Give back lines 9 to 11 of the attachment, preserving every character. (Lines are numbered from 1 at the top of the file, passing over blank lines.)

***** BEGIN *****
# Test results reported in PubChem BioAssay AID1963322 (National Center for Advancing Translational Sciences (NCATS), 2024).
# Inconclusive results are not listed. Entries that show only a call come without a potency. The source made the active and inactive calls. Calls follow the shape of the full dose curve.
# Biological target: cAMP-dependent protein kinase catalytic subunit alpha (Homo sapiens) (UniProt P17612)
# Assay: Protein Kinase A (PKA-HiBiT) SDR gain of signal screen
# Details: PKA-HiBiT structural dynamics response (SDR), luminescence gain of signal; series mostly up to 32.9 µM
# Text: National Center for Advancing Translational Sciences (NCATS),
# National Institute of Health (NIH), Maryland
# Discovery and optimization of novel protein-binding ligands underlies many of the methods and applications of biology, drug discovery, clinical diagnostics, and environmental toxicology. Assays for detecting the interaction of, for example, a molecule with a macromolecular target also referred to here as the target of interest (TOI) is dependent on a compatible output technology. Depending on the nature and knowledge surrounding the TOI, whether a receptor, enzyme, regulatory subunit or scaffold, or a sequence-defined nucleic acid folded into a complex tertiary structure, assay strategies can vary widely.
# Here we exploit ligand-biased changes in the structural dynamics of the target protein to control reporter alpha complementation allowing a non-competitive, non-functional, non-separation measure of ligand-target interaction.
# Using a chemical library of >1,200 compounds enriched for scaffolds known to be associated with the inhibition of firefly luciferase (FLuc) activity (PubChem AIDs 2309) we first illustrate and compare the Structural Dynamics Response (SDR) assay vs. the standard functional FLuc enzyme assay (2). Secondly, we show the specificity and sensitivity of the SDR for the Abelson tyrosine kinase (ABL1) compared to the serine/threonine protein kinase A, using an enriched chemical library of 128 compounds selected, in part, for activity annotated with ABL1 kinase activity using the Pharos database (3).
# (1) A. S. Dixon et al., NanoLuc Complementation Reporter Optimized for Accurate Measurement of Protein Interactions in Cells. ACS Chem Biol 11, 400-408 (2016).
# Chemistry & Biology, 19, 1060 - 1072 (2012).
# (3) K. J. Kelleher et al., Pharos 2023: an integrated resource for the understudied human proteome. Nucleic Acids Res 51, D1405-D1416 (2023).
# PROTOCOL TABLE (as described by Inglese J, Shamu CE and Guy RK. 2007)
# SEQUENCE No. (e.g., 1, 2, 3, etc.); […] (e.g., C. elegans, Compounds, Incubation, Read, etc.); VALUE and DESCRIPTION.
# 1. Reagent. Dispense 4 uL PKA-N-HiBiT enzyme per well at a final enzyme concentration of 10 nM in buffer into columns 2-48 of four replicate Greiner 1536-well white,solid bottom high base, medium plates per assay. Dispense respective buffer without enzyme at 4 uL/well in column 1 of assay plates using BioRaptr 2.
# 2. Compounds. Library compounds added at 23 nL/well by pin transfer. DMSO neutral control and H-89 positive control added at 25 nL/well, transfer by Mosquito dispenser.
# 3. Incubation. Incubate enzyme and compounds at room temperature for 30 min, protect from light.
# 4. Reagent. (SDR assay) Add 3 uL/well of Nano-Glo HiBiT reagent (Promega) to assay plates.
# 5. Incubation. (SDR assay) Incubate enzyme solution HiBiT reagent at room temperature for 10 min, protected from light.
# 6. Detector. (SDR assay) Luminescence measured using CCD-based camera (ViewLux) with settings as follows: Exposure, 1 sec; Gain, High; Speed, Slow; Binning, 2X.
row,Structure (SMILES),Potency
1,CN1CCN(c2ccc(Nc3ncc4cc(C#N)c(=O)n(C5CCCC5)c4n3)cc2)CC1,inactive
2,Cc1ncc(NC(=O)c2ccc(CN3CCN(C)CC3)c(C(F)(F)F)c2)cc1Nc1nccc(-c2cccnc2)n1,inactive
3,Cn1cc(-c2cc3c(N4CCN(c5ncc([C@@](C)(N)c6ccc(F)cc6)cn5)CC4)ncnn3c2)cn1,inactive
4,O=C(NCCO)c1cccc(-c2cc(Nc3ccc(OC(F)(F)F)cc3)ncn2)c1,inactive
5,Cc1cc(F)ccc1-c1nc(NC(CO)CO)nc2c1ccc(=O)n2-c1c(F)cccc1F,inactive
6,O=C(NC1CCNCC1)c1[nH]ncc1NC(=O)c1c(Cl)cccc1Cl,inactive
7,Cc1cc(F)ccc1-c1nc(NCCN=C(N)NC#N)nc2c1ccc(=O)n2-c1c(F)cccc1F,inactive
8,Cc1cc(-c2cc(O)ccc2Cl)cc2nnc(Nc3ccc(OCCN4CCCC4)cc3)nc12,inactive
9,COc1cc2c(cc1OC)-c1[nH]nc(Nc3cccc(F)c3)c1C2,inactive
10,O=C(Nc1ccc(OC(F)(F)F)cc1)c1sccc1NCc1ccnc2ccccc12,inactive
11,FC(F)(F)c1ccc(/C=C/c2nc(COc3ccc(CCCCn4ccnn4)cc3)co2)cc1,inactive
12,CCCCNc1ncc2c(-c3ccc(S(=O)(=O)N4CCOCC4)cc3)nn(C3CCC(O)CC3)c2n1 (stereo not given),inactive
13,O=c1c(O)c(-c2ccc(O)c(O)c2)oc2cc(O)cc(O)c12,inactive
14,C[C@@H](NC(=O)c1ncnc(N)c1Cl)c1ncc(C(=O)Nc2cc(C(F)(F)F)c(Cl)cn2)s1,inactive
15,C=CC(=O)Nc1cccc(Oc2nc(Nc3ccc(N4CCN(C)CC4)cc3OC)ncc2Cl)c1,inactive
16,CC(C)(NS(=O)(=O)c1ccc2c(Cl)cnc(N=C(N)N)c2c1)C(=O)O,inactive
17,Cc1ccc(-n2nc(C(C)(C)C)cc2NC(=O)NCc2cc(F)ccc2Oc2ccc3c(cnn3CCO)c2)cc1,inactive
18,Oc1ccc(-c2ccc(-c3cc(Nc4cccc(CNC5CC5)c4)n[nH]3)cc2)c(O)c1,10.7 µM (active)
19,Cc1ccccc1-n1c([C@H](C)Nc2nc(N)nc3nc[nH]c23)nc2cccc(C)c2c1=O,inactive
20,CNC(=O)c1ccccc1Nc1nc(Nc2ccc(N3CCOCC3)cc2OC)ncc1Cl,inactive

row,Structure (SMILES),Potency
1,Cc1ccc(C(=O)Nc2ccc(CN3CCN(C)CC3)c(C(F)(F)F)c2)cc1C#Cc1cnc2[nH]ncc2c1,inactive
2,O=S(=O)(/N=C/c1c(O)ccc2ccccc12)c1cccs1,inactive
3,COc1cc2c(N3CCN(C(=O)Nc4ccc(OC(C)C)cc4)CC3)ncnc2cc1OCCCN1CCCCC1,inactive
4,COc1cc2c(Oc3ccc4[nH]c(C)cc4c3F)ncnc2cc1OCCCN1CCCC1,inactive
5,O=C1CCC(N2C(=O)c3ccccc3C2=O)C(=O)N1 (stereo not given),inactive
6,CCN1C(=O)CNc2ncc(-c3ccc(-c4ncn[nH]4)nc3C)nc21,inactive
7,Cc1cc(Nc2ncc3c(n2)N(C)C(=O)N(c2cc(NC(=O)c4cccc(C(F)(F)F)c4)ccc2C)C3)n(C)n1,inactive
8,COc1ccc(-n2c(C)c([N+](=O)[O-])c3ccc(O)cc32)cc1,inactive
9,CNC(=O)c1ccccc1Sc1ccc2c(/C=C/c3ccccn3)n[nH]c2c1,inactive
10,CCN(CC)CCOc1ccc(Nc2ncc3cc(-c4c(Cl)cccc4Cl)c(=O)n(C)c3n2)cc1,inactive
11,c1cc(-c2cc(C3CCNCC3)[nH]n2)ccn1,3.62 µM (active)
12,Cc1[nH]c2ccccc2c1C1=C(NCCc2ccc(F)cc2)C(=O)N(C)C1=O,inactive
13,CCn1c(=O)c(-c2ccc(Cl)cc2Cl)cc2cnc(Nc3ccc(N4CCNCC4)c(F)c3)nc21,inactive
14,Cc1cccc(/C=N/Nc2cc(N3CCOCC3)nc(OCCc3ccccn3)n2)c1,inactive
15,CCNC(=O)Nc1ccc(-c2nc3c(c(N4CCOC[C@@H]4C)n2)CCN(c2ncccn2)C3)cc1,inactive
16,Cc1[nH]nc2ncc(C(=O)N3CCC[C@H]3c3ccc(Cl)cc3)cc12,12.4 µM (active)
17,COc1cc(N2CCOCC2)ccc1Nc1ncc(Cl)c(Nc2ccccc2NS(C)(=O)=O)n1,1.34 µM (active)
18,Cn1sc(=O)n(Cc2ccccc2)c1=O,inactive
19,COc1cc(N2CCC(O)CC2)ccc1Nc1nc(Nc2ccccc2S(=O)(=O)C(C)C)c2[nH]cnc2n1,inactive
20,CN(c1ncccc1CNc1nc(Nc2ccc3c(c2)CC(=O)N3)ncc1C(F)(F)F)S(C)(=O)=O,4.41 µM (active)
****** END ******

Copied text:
# Here we exploit ligand-biased changes in the structural dynamics of the target protein to control reporter alpha complementation allowing a non-competitive, non-functional, non-separation measure of ligand-target interaction.
# Using a chemical library of >1,200 compounds enriched for scaffolds known to be associated with the inhibition of firefly luciferase (FLuc) activity (PubChem AIDs 2309) we first illustrate and compare the Structural Dynamics Response (SDR) assay vs. the standard functional FLuc enzyme assay (2). Secondly, we show the specificity and sensitivity of the SDR for the Abelson tyrosine kinase (ABL1) compared to the serine/threonine protein kinase A, using an enriched chemical library of 128 compounds selected, in part, for activity annotated with ABL1 kinase activity using the Pharos database (3).
# (1) A. S. Dixon et al., NanoLuc Complementation Reporter Optimized for Accurate Measurement of Protein Interactions in Cells. ACS Chem Biol 11, 400-408 (2016).